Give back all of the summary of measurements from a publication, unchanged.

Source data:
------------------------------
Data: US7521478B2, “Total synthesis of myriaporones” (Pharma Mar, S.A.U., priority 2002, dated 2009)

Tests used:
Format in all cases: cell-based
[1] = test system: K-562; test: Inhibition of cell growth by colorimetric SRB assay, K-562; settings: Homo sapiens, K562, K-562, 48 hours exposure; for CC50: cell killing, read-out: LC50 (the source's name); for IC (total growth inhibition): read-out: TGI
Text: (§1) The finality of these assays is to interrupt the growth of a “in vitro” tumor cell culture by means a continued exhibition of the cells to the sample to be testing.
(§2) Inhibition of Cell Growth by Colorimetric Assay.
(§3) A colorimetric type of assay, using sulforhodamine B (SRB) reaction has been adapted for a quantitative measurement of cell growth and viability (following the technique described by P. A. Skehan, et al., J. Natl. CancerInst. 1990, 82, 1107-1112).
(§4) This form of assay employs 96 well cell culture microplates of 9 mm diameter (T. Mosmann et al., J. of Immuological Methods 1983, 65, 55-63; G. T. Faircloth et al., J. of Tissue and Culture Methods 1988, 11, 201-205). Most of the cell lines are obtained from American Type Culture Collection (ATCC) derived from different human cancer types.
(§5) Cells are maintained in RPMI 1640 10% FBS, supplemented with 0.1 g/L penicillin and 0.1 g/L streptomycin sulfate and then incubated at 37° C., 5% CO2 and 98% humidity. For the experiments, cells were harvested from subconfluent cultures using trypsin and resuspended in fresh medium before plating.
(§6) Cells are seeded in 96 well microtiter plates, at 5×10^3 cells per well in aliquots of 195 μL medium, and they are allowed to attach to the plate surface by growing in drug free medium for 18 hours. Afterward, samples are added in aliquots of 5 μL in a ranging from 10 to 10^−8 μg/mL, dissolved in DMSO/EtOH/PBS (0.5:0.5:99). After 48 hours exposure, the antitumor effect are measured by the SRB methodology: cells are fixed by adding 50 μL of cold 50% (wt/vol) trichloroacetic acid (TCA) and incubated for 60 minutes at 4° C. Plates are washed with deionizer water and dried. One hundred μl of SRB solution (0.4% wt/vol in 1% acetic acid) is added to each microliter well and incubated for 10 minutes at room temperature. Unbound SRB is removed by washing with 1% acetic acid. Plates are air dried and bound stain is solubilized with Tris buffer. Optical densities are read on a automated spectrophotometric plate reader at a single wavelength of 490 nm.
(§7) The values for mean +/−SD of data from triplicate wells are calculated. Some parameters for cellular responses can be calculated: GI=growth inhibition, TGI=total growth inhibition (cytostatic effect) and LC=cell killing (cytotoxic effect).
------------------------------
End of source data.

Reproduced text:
Data: US7521478B2, “Total synthesis of myriaporones” (Pharma Mar, S.A.U., priority 2002, dated 2009)

Tests used:
Format in all cases: cell-based
[1] = test system: K-562; test: Inhibition of cell growth by colorimetric SRB assay, K-562; settings: Homo sapiens, K562, K-562, 48 hours exposure; for CC50: cell killing, read-out: LC50 (the source's name); for IC (total growth inhibition): read-out: TGI
Text: (§1) The finality of these assays is to interrupt the growth of a “in vitro” tumor cell culture by means a continued exhibition of the cells to the sample to be testing.
(§2) Inhibition of Cell Growth by Colorimetric Assay.
(§3) A colorimetric type of assay, using sulforhodamine B (SRB) reaction has been adapted for a quantitative measurement of cell growth and viability (following the technique described by P. A. Skehan, et al., J. Natl. CancerInst. 1990, 82, 1107-1112).
(§4) This form of assay employs 96 well cell culture microplates of 9 mm diameter (T. Mosmann et al., J. of Immuological Methods 1983, 65, 55-63; G. T. Faircloth et al., J. of Tissue and Culture Methods 1988, 11, 201-205). Most of the cell lines are obtained from American Type Culture Collection (ATCC) derived from different human cancer types.
(§5) Cells are maintained in RPMI 1640 10% FBS, supplemented with 0.1 g/L penicillin and 0.1 g/L streptomycin sulfate and then incubated at 37° C., 5% CO2 and 98% humidity. For the experiments, cells were harvested from subconfluent cultures using trypsin and resuspended in fresh medium before plating.
(§6) Cells are seeded in 96 well microtiter plates, at 5×10^3 cells per well in aliquots of 195 μL medium, and they are allowed to attach to the plate surface by growing in drug free medium for 18 hours. Afterward, samples are added in aliquots of 5 μL in a ranging from 10 to 10^−8 μg/mL, dissolved in DMSO/EtOH/PBS (0.5:0.5:99). After 48 hours exposure, the antitumor effect are measured by the SRB methodology: cells are fixed by adding 50 μL of cold 50% (wt/vol) trichloroacetic acid (TCA) and incubated for 60 minutes at 4° C. Plates are washed with deionizer water and dried. One hundred μl of SRB solution (0.4% wt/vol in 1% acetic acid) is added to each microliter well and incubated for 10 minutes at room temperature. Unbound SRB is removed by washing with 1% acetic acid. Plates are air dried and bound stain is solubilized with Tris buffer. Optical densities are read on a automated spectrophotometric plate reader at a single wavelength of 490 nm.
(§7) The values for mean +/−SD of data from triplicate wells are calculated. Some parameters for cellular responses can be calculated: GI=growth inhibition, TGI=total growth inhibition (cytostatic effect) and LC=cell killing (cytotoxic effect).